Welcome to the Class of 2014!

The Honorable Gisela Triana-Doyal, ’88, administered the University of Texas School of Law Professionalism Oath to incoming first-year students, August 22, 2011.

UT Law’s Class of 2014 arrived August 22, 2011, for 1L Orientation and the beginning of classes. As usual, the incoming students are a diverse and accomplished group.

Members of the Class of 2014 have lived or worked in the following countries:

Argentina, Australia, Austria, Belgium, Belgium, Bosnia, Brazil, Bulgaria, Cambodia, Canada, Chile, China, Colombia, Costa Rica, Czech Republic, Diego Garcia (British Indian Ocean Territories), Ecuador, Egypt, Finland, France, Germany, Guatemala, Honduras, Hong Kong, Iceland, India, Indonesia, Iraq, Ireland, Italy, Japan, Kenya, Laos, Malaysia, Mexico, Mongolia, Morocco, Nepal, The Netherlands, New Zealand, Pakistan, Panama, Portugal, Republic of Korea, Russia, Saudi Arabia, Singapore, South Africa, Spain, Sweden, Switzerland, Tajikistan, Thailand, Tibet, Turkey, United Kingdom, Vietnam, and Zambia.

And can speak the following languages: 

Arabic, Brazilian Portuguese, Bulgarian, Chinese, Chinese (Teochew dialect), English, Farsi, French, German, Hebrew, Hindi, Italian, Japanese, Korean, Lithuanian, Malayalam, Mandarin, Pashto, Portuguese, Russian, Spanish, Swedish, Turkish, and Urdu.

UT Law Dean Larry Sager addresses the Class of 2014.

They can play the following musical instruments:

accordion, alto saxophone, autoharp, bagpipes, banjo, baritone, bass guitar, bassoon, cello, clarinet, congas and bata drums, doumbek, drums, erhu, euphonium, flute, french horn, guitar, handbells, harmonica, kazoo, mandolin, marimba, oboe, organ, percussion, piano, recorder, saxophone, tambourine, tenor saxophone, train whistle, trombone, trumpet, tuba, ukulele, viola, violin, and xylophone.

Among their many accomplishments, individual members of the class have:

  • Helped a philanthropy raise $9.5 million for children suffering from pediatric cancer
  • Taught kindergarten
  • Registered seven thousand voters
  • Run a marathon
  • Hiked the Grand Canyon rim to floor and back in a single day
  • Climbed Mount Kilimanjaro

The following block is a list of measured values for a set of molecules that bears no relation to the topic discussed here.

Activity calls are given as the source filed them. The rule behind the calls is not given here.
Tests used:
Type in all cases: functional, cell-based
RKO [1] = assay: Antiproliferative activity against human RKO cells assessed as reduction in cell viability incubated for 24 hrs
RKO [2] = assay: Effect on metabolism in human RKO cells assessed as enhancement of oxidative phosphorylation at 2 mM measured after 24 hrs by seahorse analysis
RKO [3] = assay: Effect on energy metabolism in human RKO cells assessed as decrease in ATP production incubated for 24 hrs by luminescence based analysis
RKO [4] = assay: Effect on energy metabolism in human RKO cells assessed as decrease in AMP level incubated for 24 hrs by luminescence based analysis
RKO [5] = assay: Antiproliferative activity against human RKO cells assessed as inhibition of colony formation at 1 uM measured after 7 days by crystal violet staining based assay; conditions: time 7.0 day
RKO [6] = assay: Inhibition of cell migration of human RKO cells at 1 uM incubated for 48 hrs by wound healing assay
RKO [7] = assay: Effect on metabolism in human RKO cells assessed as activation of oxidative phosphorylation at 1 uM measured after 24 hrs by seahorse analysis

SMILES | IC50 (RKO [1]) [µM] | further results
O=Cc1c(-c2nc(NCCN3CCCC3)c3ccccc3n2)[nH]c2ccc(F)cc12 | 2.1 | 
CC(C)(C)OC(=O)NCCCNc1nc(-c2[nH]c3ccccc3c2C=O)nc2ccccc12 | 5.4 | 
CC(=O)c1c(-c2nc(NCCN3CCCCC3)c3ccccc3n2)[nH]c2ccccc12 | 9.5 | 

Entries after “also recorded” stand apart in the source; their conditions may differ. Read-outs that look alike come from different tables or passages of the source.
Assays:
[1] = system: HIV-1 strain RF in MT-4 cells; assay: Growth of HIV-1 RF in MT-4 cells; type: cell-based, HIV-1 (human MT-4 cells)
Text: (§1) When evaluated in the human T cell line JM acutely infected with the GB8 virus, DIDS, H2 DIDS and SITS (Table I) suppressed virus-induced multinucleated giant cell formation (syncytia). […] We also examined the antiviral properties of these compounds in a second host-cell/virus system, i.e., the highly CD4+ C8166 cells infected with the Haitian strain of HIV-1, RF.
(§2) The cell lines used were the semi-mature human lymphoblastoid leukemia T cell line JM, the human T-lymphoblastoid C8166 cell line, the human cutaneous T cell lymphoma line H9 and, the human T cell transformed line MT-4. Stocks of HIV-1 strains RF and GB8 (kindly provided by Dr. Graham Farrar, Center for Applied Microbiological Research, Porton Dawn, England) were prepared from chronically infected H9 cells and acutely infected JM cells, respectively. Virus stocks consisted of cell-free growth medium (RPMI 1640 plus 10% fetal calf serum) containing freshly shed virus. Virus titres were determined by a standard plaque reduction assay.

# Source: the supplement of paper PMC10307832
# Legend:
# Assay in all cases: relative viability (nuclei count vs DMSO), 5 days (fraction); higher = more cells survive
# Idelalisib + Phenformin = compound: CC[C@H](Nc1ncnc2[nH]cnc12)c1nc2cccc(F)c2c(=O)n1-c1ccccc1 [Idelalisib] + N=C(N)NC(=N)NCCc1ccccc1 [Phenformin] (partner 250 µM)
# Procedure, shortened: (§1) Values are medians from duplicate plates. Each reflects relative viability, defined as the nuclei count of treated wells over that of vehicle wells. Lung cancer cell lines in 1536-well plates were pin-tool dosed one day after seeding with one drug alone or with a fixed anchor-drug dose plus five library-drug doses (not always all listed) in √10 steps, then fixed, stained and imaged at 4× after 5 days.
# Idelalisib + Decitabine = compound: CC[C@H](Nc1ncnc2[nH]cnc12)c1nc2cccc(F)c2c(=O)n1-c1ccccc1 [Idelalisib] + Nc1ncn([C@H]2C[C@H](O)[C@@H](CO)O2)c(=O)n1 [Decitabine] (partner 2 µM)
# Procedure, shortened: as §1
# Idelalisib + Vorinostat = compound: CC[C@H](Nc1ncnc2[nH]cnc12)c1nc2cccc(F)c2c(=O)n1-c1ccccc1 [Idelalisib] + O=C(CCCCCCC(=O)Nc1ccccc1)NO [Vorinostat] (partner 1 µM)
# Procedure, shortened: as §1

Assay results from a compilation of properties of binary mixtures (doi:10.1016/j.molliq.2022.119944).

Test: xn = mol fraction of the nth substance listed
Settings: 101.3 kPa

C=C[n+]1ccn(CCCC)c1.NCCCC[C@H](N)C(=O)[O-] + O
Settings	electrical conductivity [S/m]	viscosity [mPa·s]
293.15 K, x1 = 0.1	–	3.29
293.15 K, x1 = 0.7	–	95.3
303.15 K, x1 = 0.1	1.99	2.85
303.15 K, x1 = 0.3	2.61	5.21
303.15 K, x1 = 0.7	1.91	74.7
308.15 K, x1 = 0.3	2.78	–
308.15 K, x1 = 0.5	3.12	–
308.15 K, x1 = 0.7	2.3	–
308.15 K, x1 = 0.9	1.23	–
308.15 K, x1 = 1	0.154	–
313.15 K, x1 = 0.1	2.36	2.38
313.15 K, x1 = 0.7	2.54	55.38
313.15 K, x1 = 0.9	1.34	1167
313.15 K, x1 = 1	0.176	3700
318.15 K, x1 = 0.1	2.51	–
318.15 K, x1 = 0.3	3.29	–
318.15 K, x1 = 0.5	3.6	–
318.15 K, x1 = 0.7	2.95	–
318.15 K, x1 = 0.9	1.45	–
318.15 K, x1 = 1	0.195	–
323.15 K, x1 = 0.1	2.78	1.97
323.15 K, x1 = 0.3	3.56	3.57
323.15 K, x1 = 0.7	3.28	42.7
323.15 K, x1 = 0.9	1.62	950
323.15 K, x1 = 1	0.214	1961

• Worked as a community organizer
  • Attained the rank of sergeant in the United States Marine Corps
  • Started a boxing club at their university and at a local high school
  • Won an award for best paper and presentation at the nation’s largest undergraduate philosophy conference
  • Won a three hundred-person poker tournament
  • Completed an eighty-kilometer trek through the Peruvian Andes
  • Been the first person in their family to graduate from college
  • Taught three years in a low-income high school in the Rio Grande Valley
  • Circumnavigated the globe
  • Helped to launch a national music-in-schools program
  • Created a successful clothes drive for the local colonias
  • Led a seminar on women’s health for a recent mothers’ home in Nicaragua
  • Directed a university mariachi group to a third-place finish in an international mariachi competition
  • Lived out of a car while earning two undergraduate degrees
  • Earned a PhD in developmental cellular biology
  • Placed first in age group at two triathlons
  • Started a summer drop-out prevention program for their community’s most at-risk youth, with a 100 percent graduation rate among those students that finished the program
  • Published short stories
  • Had a student film screened at the Pacific Film Archive in Berkeley, California
  • Helped to change the U.S. Embassy in London’s policy for reviewing business visas
  • Learned to read Biblical Greek and Hebrew
  • Performed a one-man show based on Nicolas Cage’s Ghost Rider
  • Bicycled 2,600 miles from Germany to the Caspian Sea
  • Worked for a television news channel in New Delhi, India
  • Ran with the bulls in Pamplona, Spain
  • Saw the last game played at Yankee Stadium
  • Represented the U.S. at the 2006 IAAF World Junior Track & Field Championships in Beijing, China


Professors Robert Bone, Jennifer Laurin, Justin Driver, and Mitch Berman offer advice on how to succeed in law school at the Class of 2014 Orientation.

Forty-four percent of the Class of 2014 are female, and the average age of the class is twenty-four. Minority representation is 32 percent. The youngest incoming student is nineteen years old, while the oldest is forty-nine. Class members come from thirty-four different states.

We welcome the newest members of the UT Law community, and wish them success in their studies and beyond.

Category: Student Life
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